The majority of carbon stored in the soils of the world is stored in forests. The refractory nature of some portions of forest soil organic matter also provides the slow, gradual release of organic nitrogen and phosphorus to sustain long term forest productivity. Contemporary and future disturbances, such as climatic warming, deforestation, short rotation sylviculture, the invasion of exotic species, and fire, all place strains on the integrity of this homeostatic system of C, N, and P cycling. On the other hand, the CO2 fertilization effect may partially offset losses of soil organic matter, but many have questioned the ability of N and P stocks to sustain the CO2 fertilization effect.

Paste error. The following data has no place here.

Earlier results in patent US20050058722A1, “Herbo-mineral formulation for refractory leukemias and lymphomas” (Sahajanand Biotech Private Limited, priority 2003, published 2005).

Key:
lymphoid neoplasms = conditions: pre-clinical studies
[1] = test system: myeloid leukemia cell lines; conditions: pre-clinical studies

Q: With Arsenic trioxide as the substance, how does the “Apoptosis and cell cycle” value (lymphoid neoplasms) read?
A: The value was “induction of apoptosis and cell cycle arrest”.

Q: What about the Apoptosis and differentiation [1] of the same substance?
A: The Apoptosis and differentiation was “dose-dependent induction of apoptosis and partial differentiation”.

Despite many advances in the understanding of C, N, and P cycling in forest soils, many questions remain. For example, no complete inventory of the myriad structural formulae of soil organic N and P has ever been made. The factors that cause the resistance of soil organic matter to mineralization are still hotly debated. Is it possible to “engineer” forest soil organic matter so that it sequesters even more C? The role of microbial species diversity in forest C, N, and P cycling is poorly understood. The difficulty in measuring the contribution of roots to soil organic C, N, and P makes its contribution uncertain. Finally, global differences in climate, soils, and species make the extrapolation of any one important study difficult to extrapolate to forest soils worldwide.